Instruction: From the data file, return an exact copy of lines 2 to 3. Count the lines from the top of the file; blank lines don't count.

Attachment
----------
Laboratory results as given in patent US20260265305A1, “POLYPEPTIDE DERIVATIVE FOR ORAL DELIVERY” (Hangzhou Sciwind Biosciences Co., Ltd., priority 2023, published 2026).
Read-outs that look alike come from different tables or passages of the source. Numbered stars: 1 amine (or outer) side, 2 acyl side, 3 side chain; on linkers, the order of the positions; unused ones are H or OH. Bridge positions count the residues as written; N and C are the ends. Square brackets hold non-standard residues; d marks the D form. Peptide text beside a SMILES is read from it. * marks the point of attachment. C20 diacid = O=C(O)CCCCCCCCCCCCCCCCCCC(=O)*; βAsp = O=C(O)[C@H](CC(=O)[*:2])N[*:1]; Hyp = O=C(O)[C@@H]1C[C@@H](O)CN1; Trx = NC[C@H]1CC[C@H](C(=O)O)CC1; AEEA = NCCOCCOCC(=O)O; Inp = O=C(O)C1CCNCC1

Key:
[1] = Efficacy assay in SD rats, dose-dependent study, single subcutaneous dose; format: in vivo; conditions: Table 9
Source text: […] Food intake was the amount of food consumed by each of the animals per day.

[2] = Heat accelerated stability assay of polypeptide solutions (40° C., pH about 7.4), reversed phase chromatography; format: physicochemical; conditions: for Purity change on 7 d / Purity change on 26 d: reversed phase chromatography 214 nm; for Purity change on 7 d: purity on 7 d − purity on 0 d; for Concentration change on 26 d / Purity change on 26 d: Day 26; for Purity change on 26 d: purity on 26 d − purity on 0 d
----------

Read-outs that look alike come from different tables or passages of the source. Numbered stars: 1 amine (or outer) side, 2 acyl side, 3 side chain; on linkers, the order of the positions; unused ones are H or OH. Bridge positions count the residues as written; N and C are the ends. Square brackets hold non-standard residues; d marks the D form. Peptide text beside a SMILES is read from it. * marks the point of attachment. C20 diacid = O=C(O)CCCCCCCCCCCCCCCCCCC(=O)*; βAsp = O=C(O)[C@H](CC(=O)[*:2])N[*:1]; Hyp = O=C(O)[C@@H]1C[C@@H](O)CN1; Trx = NC[C@H]1CC[C@H](C(=O)O)CC1; AEEA = NCCOCCOCC(=O)O; Inp = O=C(O)C1CCNCC1

Key: